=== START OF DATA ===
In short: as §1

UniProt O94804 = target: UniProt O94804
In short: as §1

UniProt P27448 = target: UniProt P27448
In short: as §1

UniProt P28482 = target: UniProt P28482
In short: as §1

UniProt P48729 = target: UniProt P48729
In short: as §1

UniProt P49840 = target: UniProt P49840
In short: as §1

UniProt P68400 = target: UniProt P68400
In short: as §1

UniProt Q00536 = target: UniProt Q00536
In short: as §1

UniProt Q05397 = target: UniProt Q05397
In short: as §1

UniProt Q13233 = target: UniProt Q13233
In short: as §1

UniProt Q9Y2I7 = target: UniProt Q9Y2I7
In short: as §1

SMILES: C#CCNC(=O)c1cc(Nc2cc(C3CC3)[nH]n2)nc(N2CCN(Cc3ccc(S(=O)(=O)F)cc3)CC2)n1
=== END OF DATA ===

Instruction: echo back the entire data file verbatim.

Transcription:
In short: as §1

UniProt O94804 = target: UniProt O94804
In short: as §1

UniProt P27448 = target: UniProt P27448
In short: as §1

UniProt P28482 = target: UniProt P28482
In short: as §1

UniProt P48729 = target: UniProt P48729
In short: as §1

UniProt P49840 = target: UniProt P49840
In short: as §1

UniProt P68400 = target: UniProt P68400
In short: as §1

UniProt Q00536 = target: UniProt Q00536
In short: as §1

UniProt Q05397 = target: UniProt Q05397
In short: as §1

UniProt Q13233 = target: UniProt Q13233
In short: as §1

UniProt Q9Y2I7 = target: UniProt Q9Y2I7
In short: as §1

SMILES: C#CCNC(=O)c1cc(Nc2cc(C3CC3)[nH]n2)nc(N2CCN(Cc3ccc(S(=O)(=O)F)cc3)CC2)n1